Novel discovery links anti-cancer drugs to muscle repair

October 16, 2012, Children's Hospital of Eastern Ontario Research Institute

Few drugs are available to treat muscle injury, muscle wasting and genetic disorders causing muscle degeneration, such as Duchenne muscular dystrophy. A compelling discovery that may change this was made recently by a research group led by Dr. Robert Korneluk, distinguished professor at University of Ottawa's Faculty of Medicine and founder of the CHEO Research Institute's Apoptosis Research Centre, was reported today in Science Signaling.

"We know of five pharmaceutical companies pursuing phase one clinical trials with specific drugs to treat cancer patients," says Dr. Korneluk. "These anti- target the IAP genes, an important family of proteins related to tumour survival that were discovered by the Children's Hospital of Eastern Ontario (CHEO) group over 15 years ago. At that time, we were looking at the role of the IAP genes in cancer as well as in muscle disease. So it was only logical for us to explore the effectiveness of these drugs in both disease conditions."

Dr. Korneluk's research team has now discovered that the IAP-targeting drugs that promote the death of also induce the growth and repair of muscle. Furthermore, the team has identified the mechanism by which this process happens, through the activation of a specific cell-signalling or communication pathway. This pathway governs muscle growth and repair by promoting the fusion of to create new or repair damaged fibres.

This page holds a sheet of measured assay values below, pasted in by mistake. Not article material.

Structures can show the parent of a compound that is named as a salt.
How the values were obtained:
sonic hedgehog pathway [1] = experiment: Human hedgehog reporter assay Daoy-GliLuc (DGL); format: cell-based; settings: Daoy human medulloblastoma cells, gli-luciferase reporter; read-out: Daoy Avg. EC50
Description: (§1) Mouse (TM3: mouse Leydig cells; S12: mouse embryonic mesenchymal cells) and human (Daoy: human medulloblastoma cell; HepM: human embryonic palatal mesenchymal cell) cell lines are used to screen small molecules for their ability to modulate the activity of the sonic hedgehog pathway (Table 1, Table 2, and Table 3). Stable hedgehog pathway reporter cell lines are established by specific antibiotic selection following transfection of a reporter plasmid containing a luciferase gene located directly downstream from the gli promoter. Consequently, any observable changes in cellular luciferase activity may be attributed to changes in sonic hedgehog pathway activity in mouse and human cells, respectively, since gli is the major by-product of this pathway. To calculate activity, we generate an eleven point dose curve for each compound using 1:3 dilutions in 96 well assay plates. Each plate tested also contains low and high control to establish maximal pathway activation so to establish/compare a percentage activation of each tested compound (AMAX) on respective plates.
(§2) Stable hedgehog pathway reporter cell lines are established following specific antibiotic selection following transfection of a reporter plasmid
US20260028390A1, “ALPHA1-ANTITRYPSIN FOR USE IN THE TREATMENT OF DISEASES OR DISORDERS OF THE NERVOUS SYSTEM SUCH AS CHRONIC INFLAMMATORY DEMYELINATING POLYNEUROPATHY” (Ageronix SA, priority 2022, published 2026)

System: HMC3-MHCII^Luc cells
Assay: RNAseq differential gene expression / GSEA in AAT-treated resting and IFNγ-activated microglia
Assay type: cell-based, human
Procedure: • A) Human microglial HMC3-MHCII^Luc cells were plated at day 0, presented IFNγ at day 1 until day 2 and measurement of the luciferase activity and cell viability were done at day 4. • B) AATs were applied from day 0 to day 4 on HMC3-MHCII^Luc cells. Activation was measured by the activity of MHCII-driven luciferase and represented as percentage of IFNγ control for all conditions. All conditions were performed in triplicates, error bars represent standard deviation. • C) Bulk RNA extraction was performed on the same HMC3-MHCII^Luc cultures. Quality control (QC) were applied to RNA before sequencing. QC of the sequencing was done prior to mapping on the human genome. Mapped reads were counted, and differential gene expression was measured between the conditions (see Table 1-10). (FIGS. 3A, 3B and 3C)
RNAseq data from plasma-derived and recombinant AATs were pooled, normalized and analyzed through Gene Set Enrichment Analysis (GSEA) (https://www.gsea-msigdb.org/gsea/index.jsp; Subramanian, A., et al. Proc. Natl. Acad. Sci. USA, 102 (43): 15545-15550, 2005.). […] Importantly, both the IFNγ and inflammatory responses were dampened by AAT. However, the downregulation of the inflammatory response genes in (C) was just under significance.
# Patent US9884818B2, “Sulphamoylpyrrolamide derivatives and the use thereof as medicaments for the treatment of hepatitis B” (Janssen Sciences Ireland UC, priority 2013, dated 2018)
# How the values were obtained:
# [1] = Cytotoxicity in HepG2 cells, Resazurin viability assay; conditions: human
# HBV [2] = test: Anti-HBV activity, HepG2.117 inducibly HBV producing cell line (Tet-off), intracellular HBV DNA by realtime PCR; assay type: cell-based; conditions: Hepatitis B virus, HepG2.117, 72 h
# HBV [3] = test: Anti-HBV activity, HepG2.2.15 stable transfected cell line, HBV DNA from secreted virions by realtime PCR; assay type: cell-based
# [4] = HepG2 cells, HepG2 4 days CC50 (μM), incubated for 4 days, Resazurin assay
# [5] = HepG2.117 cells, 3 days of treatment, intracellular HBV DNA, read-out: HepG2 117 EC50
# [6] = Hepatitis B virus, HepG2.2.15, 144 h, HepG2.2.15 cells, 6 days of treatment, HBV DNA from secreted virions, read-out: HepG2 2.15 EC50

"We think it's reasonable to move into clinical trials with this methodology within the next couple of years," says Eric LaCasse, CHEO associate research scientist. "Regulatory bodies need proof that the drug is safe, which the existing will offer, and they need to see an evidence-based rationale—which we've worked hard to be able to announce today."

The research team has also found that some of the muscle-enhancing effects of the drugs can be repeated using a growth factor normally found in the body, called TWEAK. When low levels of TWEAK were administered, the same signalling pathway was activated, promoting repair of damaged muscle tissue.

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